Mosquitoes are both a nuisance and a potential health threat to your horse. Weather conditions play a role in mosquito breeding, which explains why some years seem worse than others. You can’t control the weather, but you can take measures to protect your horse. In addition, make sure her vaccinations are current for illnesses mosquitoes transmit; requirements can change when mosquitoes are particularly bad.
Barns and Stalls
Fully enclosed barns and stalls are not healthy for your horse because of the dust and lack of air circulation, especially if your horse has a respiratory condition. If possible, though, put screens on outside windows, and install fans in the aisle and in the stalls to discourage mosquitoes from landing and feeding on your horse. Bring your horse inside at dusk, when mosquitoes are most active, and keep him in through the night during the most active mosquito months in your state.
Fly sheets, boots and masks protect your horse from mosquitoes, so use as much as he'll tolerate and as are suitable for his turn-out conditions—if he’s in a pasture with a lot of trees or other horses who like to rip off clothing, you may go through a lot during the season. Get flymasks with ear coverings for additional protection; you can also get ones with longer noses to more fully protect your horse’s face. The material is a light mesh so it’s as if your horse is wearing a lightweight screen. It gives the added benefit of providing protection from the sun so your horse’s coat won’t fade and his skin won’t burn.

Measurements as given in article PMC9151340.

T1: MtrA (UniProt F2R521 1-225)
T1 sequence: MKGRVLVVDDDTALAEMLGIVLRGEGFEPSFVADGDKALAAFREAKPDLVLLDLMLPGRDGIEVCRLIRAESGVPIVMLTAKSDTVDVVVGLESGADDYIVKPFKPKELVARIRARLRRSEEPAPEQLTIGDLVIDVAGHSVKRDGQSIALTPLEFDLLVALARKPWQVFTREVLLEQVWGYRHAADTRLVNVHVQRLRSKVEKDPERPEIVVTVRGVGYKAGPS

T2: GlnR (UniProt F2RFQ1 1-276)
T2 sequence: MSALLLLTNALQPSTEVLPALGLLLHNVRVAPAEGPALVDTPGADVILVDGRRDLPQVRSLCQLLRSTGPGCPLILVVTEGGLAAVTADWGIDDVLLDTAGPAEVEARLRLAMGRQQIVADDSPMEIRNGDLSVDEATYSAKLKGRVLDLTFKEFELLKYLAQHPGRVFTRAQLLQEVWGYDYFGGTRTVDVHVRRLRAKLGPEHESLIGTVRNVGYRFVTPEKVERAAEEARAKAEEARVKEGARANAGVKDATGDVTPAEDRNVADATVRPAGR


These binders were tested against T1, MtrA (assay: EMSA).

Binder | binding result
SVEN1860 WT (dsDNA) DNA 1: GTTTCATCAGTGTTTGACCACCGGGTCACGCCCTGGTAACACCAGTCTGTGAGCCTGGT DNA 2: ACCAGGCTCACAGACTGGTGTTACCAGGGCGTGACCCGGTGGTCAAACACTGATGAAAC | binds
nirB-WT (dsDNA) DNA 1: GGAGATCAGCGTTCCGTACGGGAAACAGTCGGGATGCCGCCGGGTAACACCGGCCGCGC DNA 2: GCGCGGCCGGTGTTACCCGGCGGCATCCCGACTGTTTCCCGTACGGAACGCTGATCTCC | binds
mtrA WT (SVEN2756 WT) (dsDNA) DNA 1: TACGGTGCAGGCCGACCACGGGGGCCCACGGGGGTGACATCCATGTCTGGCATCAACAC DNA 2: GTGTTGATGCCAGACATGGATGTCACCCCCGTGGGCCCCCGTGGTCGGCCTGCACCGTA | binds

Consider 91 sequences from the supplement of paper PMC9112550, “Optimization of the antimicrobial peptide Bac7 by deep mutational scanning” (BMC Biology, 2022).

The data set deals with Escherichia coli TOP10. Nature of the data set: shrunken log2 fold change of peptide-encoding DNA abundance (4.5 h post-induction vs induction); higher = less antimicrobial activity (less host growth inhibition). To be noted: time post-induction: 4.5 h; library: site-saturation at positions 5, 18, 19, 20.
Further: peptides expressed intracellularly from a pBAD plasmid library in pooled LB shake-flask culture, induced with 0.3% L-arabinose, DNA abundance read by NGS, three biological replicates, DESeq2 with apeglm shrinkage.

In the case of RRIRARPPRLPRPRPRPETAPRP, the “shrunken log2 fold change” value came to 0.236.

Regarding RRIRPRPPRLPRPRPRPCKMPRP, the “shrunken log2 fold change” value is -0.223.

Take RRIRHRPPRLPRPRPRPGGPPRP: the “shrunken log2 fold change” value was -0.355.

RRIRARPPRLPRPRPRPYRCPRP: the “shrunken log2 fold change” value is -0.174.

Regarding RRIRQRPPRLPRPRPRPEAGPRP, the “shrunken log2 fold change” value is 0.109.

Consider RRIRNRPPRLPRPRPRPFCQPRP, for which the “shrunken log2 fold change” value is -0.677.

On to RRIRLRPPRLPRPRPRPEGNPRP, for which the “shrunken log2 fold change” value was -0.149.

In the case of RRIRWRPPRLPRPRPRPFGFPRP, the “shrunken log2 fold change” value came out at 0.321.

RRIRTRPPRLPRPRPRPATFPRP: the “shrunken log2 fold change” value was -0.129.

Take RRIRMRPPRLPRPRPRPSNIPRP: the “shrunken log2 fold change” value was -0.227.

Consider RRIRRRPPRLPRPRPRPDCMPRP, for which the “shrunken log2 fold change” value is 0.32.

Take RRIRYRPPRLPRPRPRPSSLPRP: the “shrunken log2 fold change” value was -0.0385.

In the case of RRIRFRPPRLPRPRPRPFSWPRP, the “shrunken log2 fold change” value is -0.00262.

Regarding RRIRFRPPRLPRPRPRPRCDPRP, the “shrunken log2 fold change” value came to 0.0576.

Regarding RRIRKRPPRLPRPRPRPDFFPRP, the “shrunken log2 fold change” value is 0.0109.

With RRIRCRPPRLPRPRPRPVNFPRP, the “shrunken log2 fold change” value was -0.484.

Moisture and Water
The best way to protect your horse from mosquitoes is to make his living area as inhospitable as possible to the insects. Cut and clear tall grass so the ground can drain more efficiently and so mosquitoes can't hide in the grass, especially at drain pipes and culverts. Be sure to fix any leaky pipes or faucets. Empty, turn over or remove any containers that can hold standing water; clean out his water troughs at least once a week. Be sure you drain any old tires laying around. Empty and change water in birdbaths and plant pots, and if you have a swimming pool make sure it’s properly maintained. If you have a kiddie pool either change water weekly or store the pool upright when it’s raining. Don’t forget to cover your trash containers, or poke holes in the bottoms so the water will drain. Even tree stumps can collect water and offer a breeding ground, so fill them with sand or cement.
You can spray the barn, the surrounding environment and your horse with pesticides to deter mosquitoes. Automatic spraying systems work on many flying insects, including mosquitoes. Look for a pyrethoid-based insecticide. You can also use roll-on and spot topical applications for your horse, which are convenient for the face and around the ears. Many of them last longer than sprays. You’ll get more effective control if you use chemicals in combination with other control measures.
- Brevard County: Brevard County Mosquito Control Horse Owners
- University of Florida Institute of Food and Agricultural Services: Protecting Florida Horses from Mosquitoes [PDF]
- University of Kentucky College of Agriculture Cooperative Extension Service: Insect Control for Horses, Horse Barns and Stables—2013
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Based in Central Texas, Karen S. Johnson is a marketing professional with more than 30 years' experience and specializes in business and equestrian topics. Her articles have appeared in several trade and business publications such as the Houston Chronicle. Johnson also co-authored a series of communications publications for the U.S. Agency for International Development. She holds a Bachelor of Science in speech from UT-Austin.